We all grew up with parents and teachers advocating that we should be eating fruit and vegetables 5 times a day. However, in this world of processed boxed foods, we see the term fruit or vegetable more often than not slapped on an item that really shouldn’t be considered a fruit or vegetable serving. Many of us are consuming extremely boxed and processed versions of real food that they are considering to be fruits or veggies. In adulthood, and in the midst of a crazy busy life, we often forget that which we learned as a child. Few people doubt that fruits and vegetables are a good source of vitamins and nutrients, but does that mean that we are eating enough of them?
Consensus differs amongst academics regarding specific quantities, but the most up to date recommendations on this subject would advocate that an adult eat five servings of vegetables and two servings of fruit every day. That might sound like a lot, but when you break it down it really shouldn’t be considered all that much. In fact, it should be a basic standard. The bottom line is that we need to eat more plants. This is actually a hashtag I use a lot on Instagram on my nutritionist account. God gave us fruits and vegetables for a reason. Their colors are not just to look pretty- they represent different nutrients we need to keep our bodies strong. #eatmoreplants
When considering breakfast, many people will stick to that which they know. This often involves toast, cereal or even nothing more than a cup of coffee. Whether breakfast is or is not the most important meal of the day may be debatable, but there is no doubt that a good breakfast sets your body up for the day ahead. Very few people consider vegetables and low sugar fruits like berries for their breakfast, when they should be stapes instead of the starchy and sugary choices. Switching a bowl of cereal (that turns to pure sugar once consumed) for a veggie omelette and a bowl of berries could make a huge difference in your overall health and in how you feel the rest of the day. This type of breakfast will help keep you full and keep your blood sugar level for the rest of the day. A breakfast of carbs and sugar sets you up for a day of tired and cranky and more hungry.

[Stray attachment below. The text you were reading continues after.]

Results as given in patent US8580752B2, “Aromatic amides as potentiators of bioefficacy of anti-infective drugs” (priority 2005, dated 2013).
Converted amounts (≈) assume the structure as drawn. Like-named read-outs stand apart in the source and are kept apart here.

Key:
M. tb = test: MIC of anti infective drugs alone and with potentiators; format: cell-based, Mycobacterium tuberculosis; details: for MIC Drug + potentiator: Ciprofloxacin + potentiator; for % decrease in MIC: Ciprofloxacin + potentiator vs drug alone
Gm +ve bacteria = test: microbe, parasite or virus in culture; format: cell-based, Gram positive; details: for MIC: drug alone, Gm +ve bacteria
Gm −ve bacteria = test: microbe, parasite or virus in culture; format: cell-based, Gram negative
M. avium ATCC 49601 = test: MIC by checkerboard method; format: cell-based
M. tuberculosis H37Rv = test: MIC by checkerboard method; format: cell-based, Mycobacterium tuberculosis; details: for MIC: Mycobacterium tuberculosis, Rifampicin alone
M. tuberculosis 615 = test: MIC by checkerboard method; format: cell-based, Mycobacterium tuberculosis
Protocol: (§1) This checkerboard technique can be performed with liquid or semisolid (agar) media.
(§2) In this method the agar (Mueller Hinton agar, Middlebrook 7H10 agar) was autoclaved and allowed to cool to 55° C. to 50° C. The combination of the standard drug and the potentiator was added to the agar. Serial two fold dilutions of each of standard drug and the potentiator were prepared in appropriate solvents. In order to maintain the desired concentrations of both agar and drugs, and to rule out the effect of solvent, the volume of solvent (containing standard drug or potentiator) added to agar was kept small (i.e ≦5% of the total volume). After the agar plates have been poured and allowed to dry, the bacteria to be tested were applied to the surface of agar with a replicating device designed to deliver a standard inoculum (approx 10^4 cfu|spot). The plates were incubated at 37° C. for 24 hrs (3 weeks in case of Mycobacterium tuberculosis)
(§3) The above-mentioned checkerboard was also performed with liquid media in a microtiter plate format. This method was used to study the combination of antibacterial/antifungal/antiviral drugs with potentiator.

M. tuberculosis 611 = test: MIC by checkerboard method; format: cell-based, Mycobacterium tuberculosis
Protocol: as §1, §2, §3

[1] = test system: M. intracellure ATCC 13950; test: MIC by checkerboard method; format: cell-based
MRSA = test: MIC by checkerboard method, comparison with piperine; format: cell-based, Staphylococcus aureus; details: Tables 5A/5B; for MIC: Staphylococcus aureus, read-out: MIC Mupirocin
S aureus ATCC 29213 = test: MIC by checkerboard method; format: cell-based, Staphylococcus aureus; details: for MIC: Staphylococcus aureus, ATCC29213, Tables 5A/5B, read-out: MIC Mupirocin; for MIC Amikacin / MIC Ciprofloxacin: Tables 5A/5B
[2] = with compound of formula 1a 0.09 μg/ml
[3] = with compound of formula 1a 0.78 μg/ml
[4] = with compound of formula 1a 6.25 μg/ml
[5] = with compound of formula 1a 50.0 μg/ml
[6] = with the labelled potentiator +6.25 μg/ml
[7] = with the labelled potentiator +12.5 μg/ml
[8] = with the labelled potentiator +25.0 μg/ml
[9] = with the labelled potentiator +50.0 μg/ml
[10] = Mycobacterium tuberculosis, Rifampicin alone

Lunch is a great time to load up on vegetables. Again, all too often people repeat the same mistake that they make at breakfast time. Deli made sandwiches and rolls may taste nice, but they are packed full of carbs and calories, which turn to sugar, and are often severely lacking in proper servings of vegetables. Swapping the sandwich for a homemade salad can be the perfect way to work on an imbalance you may have in your diet. Vegetables also make for ideal snacks. Ditch the packet of popcorn, the cookies or the fizzy drink you have to keep you going between lunch and dinner and swap it for raw veggies and hummus or apples and peanut butter. Always look for ways to take out carbs and sugar and processed items and replace with plants.
These are all small changes you can make to your diet, but these small changes can do wonders for your health, and your waistline. Vegetables should be at the core of our daily dietary intake, and yet they are all too often forgotten about for their more attractive carb-cousins. Ask yourself this; are you eating 5 servings of veg and 2 of low-sugar fruit every day? If not, make today the day all of that changes!